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In Poland, Obama Raps Belarus, Ukraine And Reaches Out To Russia


U.S. President Barack Obama at a welcoming ceremony at Poland's presidential palace in Warsaw on May 28, where he met with Polish President Bronislaw Komorowski.

U.S. President Barack Obama at a welcoming ceremony at Poland's presidential palace in Warsaw on May 28, where he met with Polish President Bronislaw Komorowski.

In Poland to wrap up a weeklong European tour, U.S. President Barack Obama has called for Russian participation in a European missile-defense shield while stressing NATO's primacy on any plan to defend its member states.

He also cited Poland's experience since 1989 in urging neighboring Belarus and Ukraine to improve their democratic and economic fortunes.

Meeting with Polish President Bronislaw Komorowski in Warsaw, Obama said that "we believe that missile defense is something where we should be cooperating with the Russians because we share external threats and this would not be a threat to the strategic balance that Russia is concerned with."

"But as you just heard from the [Polish] president, we think it is very important that NATO remains in charge of NATO defense capabilities," Obama added.

The U.S. and Polish presidents discussed democracy and security issues that also were expected to include a deal to base some F-16 fighter jets at a Polish air base.

On the second day of his Polish visit, Obama also lauded that country as a key ally whose democratic path and economic prosperity can serve as a model for nearby former Soviet states like Ukraine and Belarus.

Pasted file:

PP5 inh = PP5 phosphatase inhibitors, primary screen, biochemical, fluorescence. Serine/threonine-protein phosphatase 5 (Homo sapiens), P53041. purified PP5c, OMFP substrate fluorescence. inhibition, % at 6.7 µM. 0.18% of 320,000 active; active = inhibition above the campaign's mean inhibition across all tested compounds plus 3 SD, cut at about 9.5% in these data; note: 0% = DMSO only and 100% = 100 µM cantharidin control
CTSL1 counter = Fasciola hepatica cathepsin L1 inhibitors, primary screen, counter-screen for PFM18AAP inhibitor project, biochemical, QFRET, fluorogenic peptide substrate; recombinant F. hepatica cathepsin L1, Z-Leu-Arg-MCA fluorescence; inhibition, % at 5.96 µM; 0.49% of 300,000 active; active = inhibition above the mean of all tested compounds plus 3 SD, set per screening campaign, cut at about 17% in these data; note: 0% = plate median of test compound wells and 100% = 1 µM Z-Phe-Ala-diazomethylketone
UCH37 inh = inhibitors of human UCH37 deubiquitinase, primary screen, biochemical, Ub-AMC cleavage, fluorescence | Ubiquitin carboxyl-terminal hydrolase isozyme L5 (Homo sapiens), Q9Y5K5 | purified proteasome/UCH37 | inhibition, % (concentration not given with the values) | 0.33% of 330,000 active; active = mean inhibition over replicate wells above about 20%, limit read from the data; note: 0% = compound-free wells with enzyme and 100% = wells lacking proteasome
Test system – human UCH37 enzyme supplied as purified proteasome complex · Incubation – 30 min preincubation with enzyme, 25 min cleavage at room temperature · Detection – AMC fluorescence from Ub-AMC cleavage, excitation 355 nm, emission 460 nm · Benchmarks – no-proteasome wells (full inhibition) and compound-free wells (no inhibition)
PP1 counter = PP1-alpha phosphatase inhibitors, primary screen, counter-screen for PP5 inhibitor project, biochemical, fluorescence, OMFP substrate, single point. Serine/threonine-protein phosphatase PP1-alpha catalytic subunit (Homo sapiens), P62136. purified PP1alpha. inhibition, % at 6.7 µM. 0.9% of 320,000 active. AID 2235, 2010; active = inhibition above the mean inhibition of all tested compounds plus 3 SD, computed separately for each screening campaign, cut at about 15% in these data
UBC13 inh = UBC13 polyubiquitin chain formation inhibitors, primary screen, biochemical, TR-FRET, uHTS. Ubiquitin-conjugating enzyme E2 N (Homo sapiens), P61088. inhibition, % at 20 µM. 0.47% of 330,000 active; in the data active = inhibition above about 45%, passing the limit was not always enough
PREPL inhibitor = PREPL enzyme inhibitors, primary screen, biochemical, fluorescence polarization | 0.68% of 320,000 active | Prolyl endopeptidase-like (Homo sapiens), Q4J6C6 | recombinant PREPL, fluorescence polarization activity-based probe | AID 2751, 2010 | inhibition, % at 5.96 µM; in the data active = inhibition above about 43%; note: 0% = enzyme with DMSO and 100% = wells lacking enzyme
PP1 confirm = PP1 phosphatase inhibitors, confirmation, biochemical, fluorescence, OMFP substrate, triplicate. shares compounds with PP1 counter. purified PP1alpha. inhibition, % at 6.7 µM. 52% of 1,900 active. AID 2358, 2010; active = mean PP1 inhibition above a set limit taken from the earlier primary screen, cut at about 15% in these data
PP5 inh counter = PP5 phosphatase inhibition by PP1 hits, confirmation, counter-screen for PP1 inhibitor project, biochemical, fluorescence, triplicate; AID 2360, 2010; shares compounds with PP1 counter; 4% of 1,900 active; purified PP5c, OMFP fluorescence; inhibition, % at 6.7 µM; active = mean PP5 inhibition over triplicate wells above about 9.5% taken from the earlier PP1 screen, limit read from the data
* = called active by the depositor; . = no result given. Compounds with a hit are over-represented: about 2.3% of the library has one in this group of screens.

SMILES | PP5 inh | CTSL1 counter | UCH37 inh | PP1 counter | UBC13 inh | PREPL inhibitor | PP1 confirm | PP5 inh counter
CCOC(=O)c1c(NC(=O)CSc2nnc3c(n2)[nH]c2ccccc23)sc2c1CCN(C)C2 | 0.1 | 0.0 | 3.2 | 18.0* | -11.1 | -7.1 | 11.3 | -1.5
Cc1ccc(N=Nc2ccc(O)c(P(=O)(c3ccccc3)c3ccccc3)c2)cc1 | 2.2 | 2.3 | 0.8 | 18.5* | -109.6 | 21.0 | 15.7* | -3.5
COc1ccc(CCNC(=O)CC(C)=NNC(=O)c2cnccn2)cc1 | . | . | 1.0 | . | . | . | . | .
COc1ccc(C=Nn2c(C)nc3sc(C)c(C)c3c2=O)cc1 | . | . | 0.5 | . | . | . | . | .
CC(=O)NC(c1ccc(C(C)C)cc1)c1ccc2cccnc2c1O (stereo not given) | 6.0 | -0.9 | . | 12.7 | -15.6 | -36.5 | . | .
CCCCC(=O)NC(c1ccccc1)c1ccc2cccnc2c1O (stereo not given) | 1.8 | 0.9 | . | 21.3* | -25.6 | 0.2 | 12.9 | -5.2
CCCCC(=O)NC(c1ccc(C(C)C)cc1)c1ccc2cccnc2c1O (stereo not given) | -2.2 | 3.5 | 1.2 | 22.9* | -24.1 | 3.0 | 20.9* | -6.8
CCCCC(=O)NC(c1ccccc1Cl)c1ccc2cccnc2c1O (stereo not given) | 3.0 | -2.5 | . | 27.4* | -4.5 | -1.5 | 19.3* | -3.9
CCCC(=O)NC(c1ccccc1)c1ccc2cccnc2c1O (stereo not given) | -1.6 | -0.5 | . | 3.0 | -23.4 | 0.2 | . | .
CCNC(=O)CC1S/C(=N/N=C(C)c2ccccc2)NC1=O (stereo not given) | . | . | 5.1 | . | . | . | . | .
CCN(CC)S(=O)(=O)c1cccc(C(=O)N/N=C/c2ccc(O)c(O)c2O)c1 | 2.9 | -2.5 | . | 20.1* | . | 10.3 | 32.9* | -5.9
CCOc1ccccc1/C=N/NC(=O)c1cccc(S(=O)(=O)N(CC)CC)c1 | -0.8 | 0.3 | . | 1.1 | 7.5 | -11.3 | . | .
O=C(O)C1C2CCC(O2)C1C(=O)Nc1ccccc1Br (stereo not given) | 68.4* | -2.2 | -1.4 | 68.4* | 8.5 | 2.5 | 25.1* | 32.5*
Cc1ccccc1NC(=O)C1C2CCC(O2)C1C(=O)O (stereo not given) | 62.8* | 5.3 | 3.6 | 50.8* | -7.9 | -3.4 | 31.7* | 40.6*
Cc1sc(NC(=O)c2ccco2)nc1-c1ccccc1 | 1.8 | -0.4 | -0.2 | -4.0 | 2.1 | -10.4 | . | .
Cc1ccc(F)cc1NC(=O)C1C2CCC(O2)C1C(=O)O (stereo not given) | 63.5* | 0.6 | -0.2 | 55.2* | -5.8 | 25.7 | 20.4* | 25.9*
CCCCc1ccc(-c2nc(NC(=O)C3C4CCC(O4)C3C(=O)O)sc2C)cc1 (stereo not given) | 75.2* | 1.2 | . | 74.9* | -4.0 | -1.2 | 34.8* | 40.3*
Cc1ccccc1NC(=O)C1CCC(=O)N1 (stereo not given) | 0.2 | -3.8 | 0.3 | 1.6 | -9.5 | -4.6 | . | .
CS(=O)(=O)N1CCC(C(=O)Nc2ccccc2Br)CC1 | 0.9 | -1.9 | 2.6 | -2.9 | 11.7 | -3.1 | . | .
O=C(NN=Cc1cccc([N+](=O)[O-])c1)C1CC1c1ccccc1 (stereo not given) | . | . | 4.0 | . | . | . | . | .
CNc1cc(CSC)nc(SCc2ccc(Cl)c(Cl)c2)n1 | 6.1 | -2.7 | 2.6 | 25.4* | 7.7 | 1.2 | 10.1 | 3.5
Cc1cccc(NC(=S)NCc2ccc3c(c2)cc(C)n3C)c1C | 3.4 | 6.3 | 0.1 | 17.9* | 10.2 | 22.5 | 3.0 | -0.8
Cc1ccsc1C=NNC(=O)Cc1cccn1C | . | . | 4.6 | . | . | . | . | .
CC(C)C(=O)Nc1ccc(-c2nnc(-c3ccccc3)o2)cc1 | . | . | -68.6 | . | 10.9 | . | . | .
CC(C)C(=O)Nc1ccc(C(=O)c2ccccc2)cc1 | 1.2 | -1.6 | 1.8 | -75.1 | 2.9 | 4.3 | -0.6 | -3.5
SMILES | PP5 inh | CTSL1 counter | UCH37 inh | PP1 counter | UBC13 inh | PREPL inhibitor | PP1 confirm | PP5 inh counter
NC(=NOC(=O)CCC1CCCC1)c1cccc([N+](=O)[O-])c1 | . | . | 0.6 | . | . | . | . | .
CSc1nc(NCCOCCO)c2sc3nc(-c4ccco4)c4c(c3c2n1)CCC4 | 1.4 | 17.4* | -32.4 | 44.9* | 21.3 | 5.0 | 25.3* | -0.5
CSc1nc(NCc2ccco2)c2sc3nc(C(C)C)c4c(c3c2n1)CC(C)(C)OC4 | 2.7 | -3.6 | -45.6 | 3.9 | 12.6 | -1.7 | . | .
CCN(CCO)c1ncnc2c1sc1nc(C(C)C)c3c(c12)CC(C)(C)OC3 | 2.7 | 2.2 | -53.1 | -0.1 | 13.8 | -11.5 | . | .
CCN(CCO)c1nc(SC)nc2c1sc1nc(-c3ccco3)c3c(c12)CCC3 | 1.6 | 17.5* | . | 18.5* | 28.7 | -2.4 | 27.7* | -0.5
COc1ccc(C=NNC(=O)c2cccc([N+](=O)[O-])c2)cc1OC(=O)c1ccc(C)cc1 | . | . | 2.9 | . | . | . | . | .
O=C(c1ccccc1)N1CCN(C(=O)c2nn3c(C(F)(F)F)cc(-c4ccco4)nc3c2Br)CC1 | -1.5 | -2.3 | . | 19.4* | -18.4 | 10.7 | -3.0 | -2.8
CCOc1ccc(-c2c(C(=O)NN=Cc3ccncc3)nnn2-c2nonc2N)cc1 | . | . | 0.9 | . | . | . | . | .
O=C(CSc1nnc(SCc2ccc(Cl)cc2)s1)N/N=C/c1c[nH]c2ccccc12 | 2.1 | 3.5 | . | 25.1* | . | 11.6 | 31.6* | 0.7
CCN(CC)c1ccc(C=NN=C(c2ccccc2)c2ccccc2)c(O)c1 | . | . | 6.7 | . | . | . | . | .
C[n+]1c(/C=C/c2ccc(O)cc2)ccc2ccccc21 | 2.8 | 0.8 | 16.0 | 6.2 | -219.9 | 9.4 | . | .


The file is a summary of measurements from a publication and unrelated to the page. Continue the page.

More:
Obama specifically called out Minsk on its recent persecution of individuals who questioned the results of a presidential election in December, including handing out lengthy prison terms to leading opposition figures and harassing many other regime critics.

He said "a country like Belarus is backsliding," adding, "The kind of repressive actions we're seeing in Belarus can end up having a negative impact over the region as a whole and that makes us less safe and makes us less secure."

After participating in a Group of Eight (G8) summit in France, Obama arrived in Poland on May 27 and laid a wreath at the Tomb of the Unknown Soldier and at the Warsaw Ghetto Memorial. He also attended a working dinner with more than a dozen presidents from former Communist states, plus the leaders of Germany and Italy.

The U.S. president was due back in Washington late on May 28.

Obama's six-day Europe trip also took him to Ireland and England.

compiled from agency reports
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